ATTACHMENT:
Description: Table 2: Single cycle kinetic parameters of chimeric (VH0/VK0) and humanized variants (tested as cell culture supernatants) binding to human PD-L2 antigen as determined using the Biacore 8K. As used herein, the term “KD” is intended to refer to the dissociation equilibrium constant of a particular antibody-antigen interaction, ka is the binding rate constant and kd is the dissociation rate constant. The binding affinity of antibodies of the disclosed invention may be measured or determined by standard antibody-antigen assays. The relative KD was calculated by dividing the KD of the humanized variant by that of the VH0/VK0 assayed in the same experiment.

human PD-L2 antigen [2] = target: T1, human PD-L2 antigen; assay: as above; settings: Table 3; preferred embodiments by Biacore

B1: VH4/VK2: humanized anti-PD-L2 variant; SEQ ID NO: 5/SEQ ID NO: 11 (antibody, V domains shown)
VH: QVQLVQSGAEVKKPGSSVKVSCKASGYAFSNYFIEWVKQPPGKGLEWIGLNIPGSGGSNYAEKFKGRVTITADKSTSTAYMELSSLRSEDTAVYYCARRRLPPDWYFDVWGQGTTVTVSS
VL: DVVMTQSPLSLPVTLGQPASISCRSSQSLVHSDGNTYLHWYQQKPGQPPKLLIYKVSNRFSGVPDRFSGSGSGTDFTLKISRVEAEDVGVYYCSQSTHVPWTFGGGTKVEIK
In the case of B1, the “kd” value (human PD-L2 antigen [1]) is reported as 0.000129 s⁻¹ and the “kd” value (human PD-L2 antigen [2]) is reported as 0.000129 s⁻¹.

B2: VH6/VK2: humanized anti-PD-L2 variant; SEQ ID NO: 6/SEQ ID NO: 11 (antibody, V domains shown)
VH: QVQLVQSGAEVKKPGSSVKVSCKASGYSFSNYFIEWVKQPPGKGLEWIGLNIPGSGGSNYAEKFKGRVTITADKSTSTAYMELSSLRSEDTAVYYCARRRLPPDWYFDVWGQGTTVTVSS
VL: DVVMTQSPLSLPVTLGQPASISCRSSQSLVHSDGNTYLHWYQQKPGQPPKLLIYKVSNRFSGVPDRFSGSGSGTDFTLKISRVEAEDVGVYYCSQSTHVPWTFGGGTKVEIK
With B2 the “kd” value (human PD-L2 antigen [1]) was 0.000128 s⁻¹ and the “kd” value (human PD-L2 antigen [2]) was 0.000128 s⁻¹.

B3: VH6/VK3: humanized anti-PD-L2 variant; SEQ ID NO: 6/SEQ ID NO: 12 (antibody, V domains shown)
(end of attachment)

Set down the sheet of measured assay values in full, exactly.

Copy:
Description: Table 2: Single cycle kinetic parameters of chimeric (VH0/VK0) and humanized variants (tested as cell culture supernatants) binding to human PD-L2 antigen as determined using the Biacore 8K. As used herein, the term “KD” is intended to refer to the dissociation equilibrium constant of a particular antibody-antigen interaction, ka is the binding rate constant and kd is the dissociation rate constant. The binding affinity of antibodies of the disclosed invention may be measured or determined by standard antibody-antigen assays. The relative KD was calculated by dividing the KD of the humanized variant by that of the VH0/VK0 assayed in the same experiment.

human PD-L2 antigen [2] = target: T1, human PD-L2 antigen; assay: as above; settings: Table 3; preferred embodiments by Biacore

B1: VH4/VK2: humanized anti-PD-L2 variant; SEQ ID NO: 5/SEQ ID NO: 11 (antibody, V domains shown)
VH: QVQLVQSGAEVKKPGSSVKVSCKASGYAFSNYFIEWVKQPPGKGLEWIGLNIPGSGGSNYAEKFKGRVTITADKSTSTAYMELSSLRSEDTAVYYCARRRLPPDWYFDVWGQGTTVTVSS
VL: DVVMTQSPLSLPVTLGQPASISCRSSQSLVHSDGNTYLHWYQQKPGQPPKLLIYKVSNRFSGVPDRFSGSGSGTDFTLKISRVEAEDVGVYYCSQSTHVPWTFGGGTKVEIK
In the case of B1, the “kd” value (human PD-L2 antigen [1]) is reported as 0.000129 s⁻¹ and the “kd” value (human PD-L2 antigen [2]) is reported as 0.000129 s⁻¹.

B2: VH6/VK2: humanized anti-PD-L2 variant; SEQ ID NO: 6/SEQ ID NO: 11 (antibody, V domains shown)
VH: QVQLVQSGAEVKKPGSSVKVSCKASGYSFSNYFIEWVKQPPGKGLEWIGLNIPGSGGSNYAEKFKGRVTITADKSTSTAYMELSSLRSEDTAVYYCARRRLPPDWYFDVWGQGTTVTVSS
VL: DVVMTQSPLSLPVTLGQPASISCRSSQSLVHSDGNTYLHWYQQKPGQPPKLLIYKVSNRFSGVPDRFSGSGSGTDFTLKISRVEAEDVGVYYCSQSTHVPWTFGGGTKVEIK
With B2 the “kd” value (human PD-L2 antigen [1]) was 0.000128 s⁻¹ and the “kd” value (human PD-L2 antigen [2]) was 0.000128 s⁻¹.

B3: VH6/VK3: humanized anti-PD-L2 variant; SEQ ID NO: 6/SEQ ID NO: 12 (antibody, V domains shown)